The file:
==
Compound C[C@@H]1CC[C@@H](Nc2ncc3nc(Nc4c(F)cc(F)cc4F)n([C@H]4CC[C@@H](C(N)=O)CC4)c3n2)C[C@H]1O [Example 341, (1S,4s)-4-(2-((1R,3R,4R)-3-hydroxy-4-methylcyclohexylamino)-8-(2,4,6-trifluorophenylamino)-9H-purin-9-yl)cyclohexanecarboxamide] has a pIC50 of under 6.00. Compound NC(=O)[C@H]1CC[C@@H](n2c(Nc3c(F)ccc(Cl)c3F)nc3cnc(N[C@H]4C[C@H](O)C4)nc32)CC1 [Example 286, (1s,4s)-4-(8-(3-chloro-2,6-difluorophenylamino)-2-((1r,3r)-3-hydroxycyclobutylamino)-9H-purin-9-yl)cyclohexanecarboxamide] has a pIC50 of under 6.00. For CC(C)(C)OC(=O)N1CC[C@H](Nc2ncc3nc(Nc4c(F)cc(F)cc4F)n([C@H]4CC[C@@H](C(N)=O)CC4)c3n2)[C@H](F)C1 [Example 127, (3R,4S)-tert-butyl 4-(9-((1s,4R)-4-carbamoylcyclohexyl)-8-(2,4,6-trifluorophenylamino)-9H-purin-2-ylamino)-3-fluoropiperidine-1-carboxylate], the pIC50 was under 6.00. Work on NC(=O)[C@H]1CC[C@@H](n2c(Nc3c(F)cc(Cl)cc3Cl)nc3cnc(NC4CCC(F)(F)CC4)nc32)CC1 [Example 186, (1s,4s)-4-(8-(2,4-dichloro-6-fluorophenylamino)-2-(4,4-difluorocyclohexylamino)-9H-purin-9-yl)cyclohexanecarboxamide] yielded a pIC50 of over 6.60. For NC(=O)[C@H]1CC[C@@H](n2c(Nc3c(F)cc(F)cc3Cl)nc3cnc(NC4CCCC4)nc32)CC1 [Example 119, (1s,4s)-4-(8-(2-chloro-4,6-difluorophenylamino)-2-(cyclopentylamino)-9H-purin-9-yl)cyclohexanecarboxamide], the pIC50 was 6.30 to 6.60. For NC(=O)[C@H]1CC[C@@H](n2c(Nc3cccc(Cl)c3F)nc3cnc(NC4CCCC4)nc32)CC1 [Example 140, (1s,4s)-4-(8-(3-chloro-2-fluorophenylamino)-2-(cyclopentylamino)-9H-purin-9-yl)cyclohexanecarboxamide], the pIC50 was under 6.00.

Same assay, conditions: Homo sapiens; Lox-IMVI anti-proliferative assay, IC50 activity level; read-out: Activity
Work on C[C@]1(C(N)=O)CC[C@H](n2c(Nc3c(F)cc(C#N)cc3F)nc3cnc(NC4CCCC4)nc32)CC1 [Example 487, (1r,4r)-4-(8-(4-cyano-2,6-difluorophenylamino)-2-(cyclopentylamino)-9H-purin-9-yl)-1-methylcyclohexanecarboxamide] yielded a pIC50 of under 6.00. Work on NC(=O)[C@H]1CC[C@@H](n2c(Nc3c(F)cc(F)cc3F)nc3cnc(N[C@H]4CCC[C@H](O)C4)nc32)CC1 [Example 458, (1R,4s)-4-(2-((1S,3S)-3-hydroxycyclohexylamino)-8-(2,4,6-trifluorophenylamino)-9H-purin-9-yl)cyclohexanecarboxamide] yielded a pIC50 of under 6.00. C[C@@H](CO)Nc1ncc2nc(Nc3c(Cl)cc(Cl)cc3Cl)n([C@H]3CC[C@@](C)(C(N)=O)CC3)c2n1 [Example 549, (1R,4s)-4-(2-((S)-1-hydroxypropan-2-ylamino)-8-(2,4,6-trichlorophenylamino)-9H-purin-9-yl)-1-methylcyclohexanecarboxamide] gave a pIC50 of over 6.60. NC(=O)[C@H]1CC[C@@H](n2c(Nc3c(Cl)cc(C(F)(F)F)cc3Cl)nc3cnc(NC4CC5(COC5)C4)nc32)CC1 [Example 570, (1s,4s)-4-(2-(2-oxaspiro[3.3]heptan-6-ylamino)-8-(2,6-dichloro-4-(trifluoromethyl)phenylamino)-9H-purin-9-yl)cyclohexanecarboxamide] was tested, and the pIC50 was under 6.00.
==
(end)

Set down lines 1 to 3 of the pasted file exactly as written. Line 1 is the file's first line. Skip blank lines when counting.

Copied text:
Compound C[C@@H]1CC[C@@H](Nc2ncc3nc(Nc4c(F)cc(F)cc4F)n([C@H]4CC[C@@H](C(N)=O)CC4)c3n2)C[C@H]1O [Example 341, (1S,4s)-4-(2-((1R,3R,4R)-3-hydroxy-4-methylcyclohexylamino)-8-(2,4,6-trifluorophenylamino)-9H-purin-9-yl)cyclohexanecarboxamide] has a pIC50 of under 6.00. Compound NC(=O)[C@H]1CC[C@@H](n2c(Nc3c(F)ccc(Cl)c3F)nc3cnc(N[C@H]4C[C@H](O)C4)nc32)CC1 [Example 286, (1s,4s)-4-(8-(3-chloro-2,6-difluorophenylamino)-2-((1r,3r)-3-hydroxycyclobutylamino)-9H-purin-9-yl)cyclohexanecarboxamide] has a pIC50 of under 6.00. For CC(C)(C)OC(=O)N1CC[C@H](Nc2ncc3nc(Nc4c(F)cc(F)cc4F)n([C@H]4CC[C@@H](C(N)=O)CC4)c3n2)[C@H](F)C1 [Example 127, (3R,4S)-tert-butyl 4-(9-((1s,4R)-4-carbamoylcyclohexyl)-8-(2,4,6-trifluorophenylamino)-9H-purin-2-ylamino)-3-fluoropiperidine-1-carboxylate], the pIC50 was under 6.00. Work on NC(=O)[C@H]1CC[C@@H](n2c(Nc3c(F)cc(Cl)cc3Cl)nc3cnc(NC4CCC(F)(F)CC4)nc32)CC1 [Example 186, (1s,4s)-4-(8-(2,4-dichloro-6-fluorophenylamino)-2-(4,4-difluorocyclohexylamino)-9H-purin-9-yl)cyclohexanecarboxamide] yielded a pIC50 of over 6.60. For NC(=O)[C@H]1CC[C@@H](n2c(Nc3c(F)cc(F)cc3Cl)nc3cnc(NC4CCCC4)nc32)CC1 [Example 119, (1s,4s)-4-(8-(2-chloro-4,6-difluorophenylamino)-2-(cyclopentylamino)-9H-purin-9-yl)cyclohexanecarboxamide], the pIC50 was 6.30 to 6.60. For NC(=O)[C@H]1CC[C@@H](n2c(Nc3cccc(Cl)c3F)nc3cnc(NC4CCCC4)nc32)CC1 [Example 140, (1s,4s)-4-(8-(3-chloro-2-fluorophenylamino)-2-(cyclopentylamino)-9H-purin-9-yl)cyclohexanecarboxamide], the pIC50 was under 6.00.

Same assay, conditions: Homo sapiens; Lox-IMVI anti-proliferative assay, IC50 activity level; read-out: Activity
Work on C[C@]1(C(N)=O)CC[C@H](n2c(Nc3c(F)cc(C#N)cc3F)nc3cnc(NC4CCCC4)nc32)CC1 [Example 487, (1r,4r)-4-(8-(4-cyano-2,6-difluorophenylamino)-2-(cyclopentylamino)-9H-purin-9-yl)-1-methylcyclohexanecarboxamide] yielded a pIC50 of under 6.00. Work on NC(=O)[C@H]1CC[C@@H](n2c(Nc3c(F)cc(F)cc3F)nc3cnc(N[C@H]4CCC[C@H](O)C4)nc32)CC1 [Example 458, (1R,4s)-4-(2-((1S,3S)-3-hydroxycyclohexylamino)-8-(2,4,6-trifluorophenylamino)-9H-purin-9-yl)cyclohexanecarboxamide] yielded a pIC50 of under 6.00. C[C@@H](CO)Nc1ncc2nc(Nc3c(Cl)cc(Cl)cc3Cl)n([C@H]3CC[C@@](C)(C(N)=O)CC3)c2n1 [Example 549, (1R,4s)-4-(2-((S)-1-hydroxypropan-2-ylamino)-8-(2,4,6-trichlorophenylamino)-9H-purin-9-yl)-1-methylcyclohexanecarboxamide] gave a pIC50 of over 6.60. NC(=O)[C@H]1CC[C@@H](n2c(Nc3c(Cl)cc(C(F)(F)F)cc3Cl)nc3cnc(NC4CC5(COC5)C4)nc32)CC1 [Example 570, (1s,4s)-4-(2-(2-oxaspiro[3.3]heptan-6-ylamino)-8-(2,6-dichloro-4-(trifluoromethyl)phenylamino)-9H-purin-9-yl)cyclohexanecarboxamide] was tested, and the pIC50 was under 6.00.